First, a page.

What Covered Entities Should Know About the FTC Act and Their Obligations Beyond HIPAA

Kelley Drye

The Federal Trade Commission and Department of Health and Human Services Office for Civil Rights (OCR) recently announced the release of new guidance for businesses on the Health Insurance Portability and Accountability Act (HIPAA) and the FTC Act. The resource reminds businesses that their obligations to protect consumer health data do not end with HIPAA, but extend to the FTC Act, which prohibits deceptive or misleading advertising.

The guidance provides an overview of HIPAA and the FTC Act, and highlights four actions covered entities can and should take to comply with disclosure requirements under the FTC Act.

  1. Review your entire user interface. The size, color and graphics of disclosure statements should be clear and conspicuous. Therefore, avoid burying key facts in a separate disclosure or positioning disclosures such that they are distant from the underlying claim.
  2. Review the devices consumers use to view your disclosures. Covered entities who promote their services using websites, mobile app platforms and space-constrained screens, should consider and account for disclosure challenges that affect informed consent and violate the FTC Act. The FTC’s .com Disclosures report, is a helpful source for additional guidance.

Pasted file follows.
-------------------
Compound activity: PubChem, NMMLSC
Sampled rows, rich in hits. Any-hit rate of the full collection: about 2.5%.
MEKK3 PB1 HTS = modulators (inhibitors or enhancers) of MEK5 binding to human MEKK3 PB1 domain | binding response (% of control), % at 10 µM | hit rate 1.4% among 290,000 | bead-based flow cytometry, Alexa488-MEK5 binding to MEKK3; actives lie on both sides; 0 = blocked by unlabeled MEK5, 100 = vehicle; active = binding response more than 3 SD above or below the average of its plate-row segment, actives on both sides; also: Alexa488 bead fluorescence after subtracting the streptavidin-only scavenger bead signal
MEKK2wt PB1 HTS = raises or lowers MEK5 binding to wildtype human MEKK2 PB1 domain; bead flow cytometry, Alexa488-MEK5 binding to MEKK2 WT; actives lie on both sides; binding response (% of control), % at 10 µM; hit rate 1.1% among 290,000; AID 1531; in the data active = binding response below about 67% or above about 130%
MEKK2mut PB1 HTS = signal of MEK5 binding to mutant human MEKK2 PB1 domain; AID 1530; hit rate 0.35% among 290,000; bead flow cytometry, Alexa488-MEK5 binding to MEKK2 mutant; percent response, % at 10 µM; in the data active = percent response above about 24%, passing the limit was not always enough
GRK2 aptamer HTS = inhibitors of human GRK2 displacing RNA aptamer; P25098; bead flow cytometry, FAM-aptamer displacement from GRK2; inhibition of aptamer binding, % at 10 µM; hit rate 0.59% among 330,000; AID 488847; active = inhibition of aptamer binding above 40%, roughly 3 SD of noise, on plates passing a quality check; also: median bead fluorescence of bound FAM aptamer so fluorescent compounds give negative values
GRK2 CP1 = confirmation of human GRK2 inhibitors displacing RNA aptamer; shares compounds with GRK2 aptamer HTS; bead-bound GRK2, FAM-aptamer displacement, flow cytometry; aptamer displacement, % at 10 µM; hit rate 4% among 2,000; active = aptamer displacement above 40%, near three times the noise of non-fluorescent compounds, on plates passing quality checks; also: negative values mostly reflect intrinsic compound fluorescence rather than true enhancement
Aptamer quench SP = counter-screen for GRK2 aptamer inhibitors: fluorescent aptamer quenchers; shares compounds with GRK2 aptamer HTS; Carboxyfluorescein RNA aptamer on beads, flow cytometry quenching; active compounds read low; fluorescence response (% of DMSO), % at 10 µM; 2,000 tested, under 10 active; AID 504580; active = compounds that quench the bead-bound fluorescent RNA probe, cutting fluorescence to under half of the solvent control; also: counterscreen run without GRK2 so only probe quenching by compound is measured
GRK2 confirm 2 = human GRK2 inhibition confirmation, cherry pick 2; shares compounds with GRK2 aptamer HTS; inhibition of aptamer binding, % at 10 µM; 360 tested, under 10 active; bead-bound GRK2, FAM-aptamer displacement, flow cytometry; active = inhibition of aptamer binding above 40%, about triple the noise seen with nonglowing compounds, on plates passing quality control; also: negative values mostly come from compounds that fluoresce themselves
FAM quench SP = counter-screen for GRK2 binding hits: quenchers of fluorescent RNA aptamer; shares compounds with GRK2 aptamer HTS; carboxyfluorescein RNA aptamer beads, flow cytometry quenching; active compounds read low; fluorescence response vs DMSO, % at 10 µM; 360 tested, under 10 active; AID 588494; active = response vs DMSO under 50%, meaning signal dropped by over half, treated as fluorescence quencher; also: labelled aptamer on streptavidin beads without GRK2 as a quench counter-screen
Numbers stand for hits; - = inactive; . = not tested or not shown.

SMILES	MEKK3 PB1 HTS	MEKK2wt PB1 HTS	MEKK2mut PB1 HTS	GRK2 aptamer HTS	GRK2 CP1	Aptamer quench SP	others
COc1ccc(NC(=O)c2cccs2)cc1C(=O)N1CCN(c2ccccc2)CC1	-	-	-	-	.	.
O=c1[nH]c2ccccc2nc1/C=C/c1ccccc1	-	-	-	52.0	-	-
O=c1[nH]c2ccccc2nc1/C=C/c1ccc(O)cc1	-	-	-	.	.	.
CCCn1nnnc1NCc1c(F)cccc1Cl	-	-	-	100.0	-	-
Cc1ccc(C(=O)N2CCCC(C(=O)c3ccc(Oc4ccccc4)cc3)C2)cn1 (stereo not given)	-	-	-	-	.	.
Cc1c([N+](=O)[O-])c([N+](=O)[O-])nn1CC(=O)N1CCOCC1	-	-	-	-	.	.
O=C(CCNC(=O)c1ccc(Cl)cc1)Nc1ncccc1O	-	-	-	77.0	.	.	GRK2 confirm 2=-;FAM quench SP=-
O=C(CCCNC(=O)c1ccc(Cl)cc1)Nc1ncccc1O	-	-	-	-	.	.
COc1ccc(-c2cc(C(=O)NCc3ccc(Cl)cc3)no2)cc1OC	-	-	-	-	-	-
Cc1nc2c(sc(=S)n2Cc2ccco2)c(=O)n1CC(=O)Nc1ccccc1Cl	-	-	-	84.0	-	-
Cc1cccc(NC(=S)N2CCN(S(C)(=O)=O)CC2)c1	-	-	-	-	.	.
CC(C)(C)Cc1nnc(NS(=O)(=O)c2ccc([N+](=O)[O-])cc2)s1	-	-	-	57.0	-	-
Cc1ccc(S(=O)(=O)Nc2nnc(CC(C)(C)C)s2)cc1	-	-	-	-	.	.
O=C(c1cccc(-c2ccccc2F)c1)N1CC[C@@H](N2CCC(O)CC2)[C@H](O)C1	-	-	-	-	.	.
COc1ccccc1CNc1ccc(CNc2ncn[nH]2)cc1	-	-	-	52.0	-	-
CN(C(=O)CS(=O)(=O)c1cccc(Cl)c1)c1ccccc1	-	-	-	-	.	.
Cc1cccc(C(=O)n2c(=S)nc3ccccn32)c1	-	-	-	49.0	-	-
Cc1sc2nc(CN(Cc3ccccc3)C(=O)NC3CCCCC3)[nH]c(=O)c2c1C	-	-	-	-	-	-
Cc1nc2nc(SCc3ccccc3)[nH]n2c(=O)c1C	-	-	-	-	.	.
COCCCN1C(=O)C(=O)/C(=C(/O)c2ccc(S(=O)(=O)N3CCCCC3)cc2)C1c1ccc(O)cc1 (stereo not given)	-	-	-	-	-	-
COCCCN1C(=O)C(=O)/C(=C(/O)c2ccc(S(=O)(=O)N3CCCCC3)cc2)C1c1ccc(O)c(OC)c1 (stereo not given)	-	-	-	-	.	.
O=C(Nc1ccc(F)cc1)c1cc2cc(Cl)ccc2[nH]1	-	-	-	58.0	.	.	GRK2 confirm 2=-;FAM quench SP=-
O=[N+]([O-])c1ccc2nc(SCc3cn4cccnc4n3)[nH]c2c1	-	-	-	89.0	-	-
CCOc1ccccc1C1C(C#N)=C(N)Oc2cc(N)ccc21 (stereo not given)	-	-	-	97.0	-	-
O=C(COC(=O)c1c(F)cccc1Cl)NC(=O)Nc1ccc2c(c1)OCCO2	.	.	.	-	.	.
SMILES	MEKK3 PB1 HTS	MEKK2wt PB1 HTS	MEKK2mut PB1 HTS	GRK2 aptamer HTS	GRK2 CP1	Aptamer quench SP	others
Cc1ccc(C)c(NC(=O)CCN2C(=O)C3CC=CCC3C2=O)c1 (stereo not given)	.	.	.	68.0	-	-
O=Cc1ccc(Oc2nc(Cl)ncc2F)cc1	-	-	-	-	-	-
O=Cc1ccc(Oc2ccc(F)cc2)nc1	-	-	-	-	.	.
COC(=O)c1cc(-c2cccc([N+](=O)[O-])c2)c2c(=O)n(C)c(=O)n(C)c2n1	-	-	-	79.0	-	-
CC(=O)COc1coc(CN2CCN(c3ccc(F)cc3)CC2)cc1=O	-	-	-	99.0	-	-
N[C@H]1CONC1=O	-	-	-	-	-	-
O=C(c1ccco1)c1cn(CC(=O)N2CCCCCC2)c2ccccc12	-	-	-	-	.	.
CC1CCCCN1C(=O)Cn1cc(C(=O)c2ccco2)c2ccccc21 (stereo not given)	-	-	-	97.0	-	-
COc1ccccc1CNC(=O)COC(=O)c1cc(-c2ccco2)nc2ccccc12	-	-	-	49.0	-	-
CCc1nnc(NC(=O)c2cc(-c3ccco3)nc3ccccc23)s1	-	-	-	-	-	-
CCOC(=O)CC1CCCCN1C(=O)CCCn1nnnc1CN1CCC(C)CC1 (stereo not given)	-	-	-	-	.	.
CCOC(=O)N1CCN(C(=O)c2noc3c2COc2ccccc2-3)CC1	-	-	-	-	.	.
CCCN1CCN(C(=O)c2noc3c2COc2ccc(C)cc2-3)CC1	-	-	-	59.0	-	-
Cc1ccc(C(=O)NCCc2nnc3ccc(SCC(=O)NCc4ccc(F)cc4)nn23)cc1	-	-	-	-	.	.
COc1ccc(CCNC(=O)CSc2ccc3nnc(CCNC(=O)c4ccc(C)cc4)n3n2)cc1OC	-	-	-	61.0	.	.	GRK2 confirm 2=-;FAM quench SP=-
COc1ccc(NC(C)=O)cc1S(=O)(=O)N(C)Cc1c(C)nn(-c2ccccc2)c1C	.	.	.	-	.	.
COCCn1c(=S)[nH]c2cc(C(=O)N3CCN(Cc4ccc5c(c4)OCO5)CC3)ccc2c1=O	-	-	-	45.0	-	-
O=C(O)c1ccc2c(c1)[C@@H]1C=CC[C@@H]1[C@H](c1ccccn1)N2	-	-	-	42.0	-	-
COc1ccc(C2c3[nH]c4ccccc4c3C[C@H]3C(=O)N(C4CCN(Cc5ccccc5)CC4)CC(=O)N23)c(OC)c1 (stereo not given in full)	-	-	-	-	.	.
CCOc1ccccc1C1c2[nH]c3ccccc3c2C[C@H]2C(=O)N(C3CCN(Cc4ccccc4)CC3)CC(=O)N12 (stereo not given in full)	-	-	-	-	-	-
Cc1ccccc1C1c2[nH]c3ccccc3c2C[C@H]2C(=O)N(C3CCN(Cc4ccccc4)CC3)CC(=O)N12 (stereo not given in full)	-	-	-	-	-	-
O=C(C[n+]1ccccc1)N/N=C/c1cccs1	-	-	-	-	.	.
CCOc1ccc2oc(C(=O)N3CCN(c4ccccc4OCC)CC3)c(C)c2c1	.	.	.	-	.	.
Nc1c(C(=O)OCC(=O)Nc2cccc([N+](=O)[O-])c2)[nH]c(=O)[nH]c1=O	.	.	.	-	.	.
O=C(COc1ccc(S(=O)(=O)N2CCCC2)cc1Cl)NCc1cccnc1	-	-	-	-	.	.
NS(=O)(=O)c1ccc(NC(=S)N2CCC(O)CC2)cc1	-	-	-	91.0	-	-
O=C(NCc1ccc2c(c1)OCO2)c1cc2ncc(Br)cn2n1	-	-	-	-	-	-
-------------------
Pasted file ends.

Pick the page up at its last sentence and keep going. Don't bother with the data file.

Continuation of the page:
3. Provide a full disclosure before consumers make material decisions. Correct disclosure contradictions and omissions, particularly those where the consumer makes a material decision before the covered entity tells them how their information may be used.
  4. Reconcile the above actions with hard copy disclosures. The clear and conspicuous disclosure requirement applies to all mediums, so review paper disclosure statements and how these are presented to consumers.

The guidance also highlights additional FTC resources for health apps, which we’ve covered in a previous post. The moral of the story here is that covered entities and their appointed privacy officials should recognize that compliance with the FTC Act is central to their obligations to safeguard consumer health data and to ensure that disclosures give consumers the opportunity to make informed choices.